"Data-Driven Thinking" is written by members of the media community and contains fresh ideas on the digital revolution in media.
Today’s column is written by Victor Wong, CEO at Thunder.
Many years ago, customer relationship management (CRM) platforms solidified their position as the systems of record for customer interactions and introduced the concept of data-driven marketing by providing the first database of customer information for tracking and targeting purposes.
However, in the last few years, you might have guessed that the hottest new category of marketing technology – the data management platform (DMP) – was going to completely own the process of targeting messages to customers digitally. The news late last year that Salesforce, the quintessential CRM software seller, was buying Krux, an upstart DMP, would seem to solidify the DMP’s position as MVP in data-driven marketing.
Until recently, many marketers believed the CRM platform’s main role in targeting was to simply input data into the DMP. When it came to controlling audience targeting, marketers expected the DMP to be in the driver seat and the CRM platform to be a passenger. Believing that would be a mistake.
No doubt, the DMP changed the game. Before it, you couldn’t easily track and segment unregistered users. You couldn’t build new segments of customers and find lookalikes from the data points that create a user profile and audience segment. You couldn’t easily personalize the web and ad experience for people you essentially didn’t know.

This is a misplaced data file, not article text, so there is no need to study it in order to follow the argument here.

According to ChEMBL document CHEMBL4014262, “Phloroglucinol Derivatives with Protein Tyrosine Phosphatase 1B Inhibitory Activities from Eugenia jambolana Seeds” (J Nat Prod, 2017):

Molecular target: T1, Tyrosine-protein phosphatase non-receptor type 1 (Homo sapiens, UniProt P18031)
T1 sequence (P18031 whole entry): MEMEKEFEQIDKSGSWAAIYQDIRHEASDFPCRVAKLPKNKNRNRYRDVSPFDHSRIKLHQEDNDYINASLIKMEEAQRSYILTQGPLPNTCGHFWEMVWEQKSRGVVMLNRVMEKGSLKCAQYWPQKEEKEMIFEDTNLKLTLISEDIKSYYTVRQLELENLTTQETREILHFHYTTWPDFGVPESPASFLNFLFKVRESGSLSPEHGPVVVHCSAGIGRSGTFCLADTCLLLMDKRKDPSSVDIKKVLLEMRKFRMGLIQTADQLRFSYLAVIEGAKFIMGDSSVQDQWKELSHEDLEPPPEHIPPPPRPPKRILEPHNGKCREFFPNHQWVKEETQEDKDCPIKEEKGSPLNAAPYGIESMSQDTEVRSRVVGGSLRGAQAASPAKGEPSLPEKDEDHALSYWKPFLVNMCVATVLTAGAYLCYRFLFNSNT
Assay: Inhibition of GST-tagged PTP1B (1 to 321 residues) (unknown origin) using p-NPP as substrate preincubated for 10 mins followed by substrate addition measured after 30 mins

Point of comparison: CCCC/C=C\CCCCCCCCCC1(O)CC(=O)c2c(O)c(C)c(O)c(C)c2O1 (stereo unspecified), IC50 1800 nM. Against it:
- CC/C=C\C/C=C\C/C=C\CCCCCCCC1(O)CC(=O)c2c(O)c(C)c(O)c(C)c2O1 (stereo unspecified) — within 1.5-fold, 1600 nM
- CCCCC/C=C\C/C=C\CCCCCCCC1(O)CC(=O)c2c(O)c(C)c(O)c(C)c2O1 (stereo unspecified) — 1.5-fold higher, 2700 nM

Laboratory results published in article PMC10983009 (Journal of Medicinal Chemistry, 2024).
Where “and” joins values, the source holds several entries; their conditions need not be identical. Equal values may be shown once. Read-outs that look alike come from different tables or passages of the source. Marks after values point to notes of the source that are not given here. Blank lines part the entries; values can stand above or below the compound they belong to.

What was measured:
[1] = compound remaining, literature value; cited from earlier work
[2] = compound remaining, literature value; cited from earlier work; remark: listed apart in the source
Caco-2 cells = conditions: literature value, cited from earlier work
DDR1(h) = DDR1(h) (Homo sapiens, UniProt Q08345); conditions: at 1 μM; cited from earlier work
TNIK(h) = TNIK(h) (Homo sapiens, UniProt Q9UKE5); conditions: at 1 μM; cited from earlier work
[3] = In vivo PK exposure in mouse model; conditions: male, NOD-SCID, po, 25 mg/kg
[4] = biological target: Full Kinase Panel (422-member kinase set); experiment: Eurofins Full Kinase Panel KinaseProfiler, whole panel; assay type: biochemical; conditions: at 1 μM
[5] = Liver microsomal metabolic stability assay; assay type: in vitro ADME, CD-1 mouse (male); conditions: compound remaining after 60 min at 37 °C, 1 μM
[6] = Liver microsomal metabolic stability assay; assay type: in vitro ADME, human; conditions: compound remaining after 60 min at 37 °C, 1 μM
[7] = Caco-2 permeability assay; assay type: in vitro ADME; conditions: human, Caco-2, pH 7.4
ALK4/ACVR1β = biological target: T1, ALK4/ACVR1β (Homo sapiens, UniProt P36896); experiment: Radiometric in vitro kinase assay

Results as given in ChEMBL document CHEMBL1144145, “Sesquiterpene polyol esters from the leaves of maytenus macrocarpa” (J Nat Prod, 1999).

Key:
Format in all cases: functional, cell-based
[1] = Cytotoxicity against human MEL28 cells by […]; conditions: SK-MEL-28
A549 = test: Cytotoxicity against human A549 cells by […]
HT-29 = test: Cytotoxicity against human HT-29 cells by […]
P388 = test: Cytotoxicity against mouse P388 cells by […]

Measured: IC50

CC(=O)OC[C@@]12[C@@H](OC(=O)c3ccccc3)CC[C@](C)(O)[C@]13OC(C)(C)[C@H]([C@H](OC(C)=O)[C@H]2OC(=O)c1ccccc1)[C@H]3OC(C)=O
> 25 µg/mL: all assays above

That said, the DMP matured in the age of the open web – a time before the dominance of the walled gardens of Facebook, Twitter and others. In the open web, everyone was free and able to track and share information on users across most of the digital media they consumed. As a result, the DMP was able to create one view of the targeted user on most digital media.
Now, there are two views of the customer: within the walled gardens and outside the walled gardens.
Facebook and Google limit advertisers’ ability to track and add data about customers who cross the wall for both consumer privacy and business protection reasons. As a result, marketers cannot follow their unregistered users into the walled garden with their DMPs, and they also cannot take the data out of the walled garden about the user and store it for use elsewhere. Marketers have never known so much about a customer – yet they may never have had such a fragmented view.
Re-enter the CRM platform. It has increasingly taken on the role of the DMP for walled-garden audience targeting. The only difference other than what media you’re using the data for is what you can or cannot get out.
In many ways, the CRM platform is sending information down a one-way street with the walled gardens. The only takeaways are media results provided by the walled-garden publisher and whatever data points that can be gleaned from targeted users crossing back out to the open web.
Despite these limitations, marketers are still uploading their most valuable first-party data to walled-garden media publishers: their CRM data on registered prospects and customers. They do it to just to be able to target “custom audiences” of their registered users with specific ads within the walled gardens. They’re also uploading CRM data to build lookalike segments based on the walled gardens’ data on the same customers to expand advertising based on who they know to be good customer.
Outside of walled gardens, CRM data is now being onboarded into DMPs to also create targetable customer segments on the open web. In effect, only the CRM platform can power a brand’s targeting everywhere. Very few marketing technologies can truly play cross-channel and inside/outside walled gardens, but the CRM platform is one of them. It is now displacing, or at least filling in for, the DMP in an increasing number of situations.
With digital ad spend growth largely accruing to the likes of Facebook, Google, LinkedIn, Pinterest and other walled gardens, it’s a sure bet the CRM platform is going to increasingly power people-based marketing for years to come.
CRM is dead, long live CRM!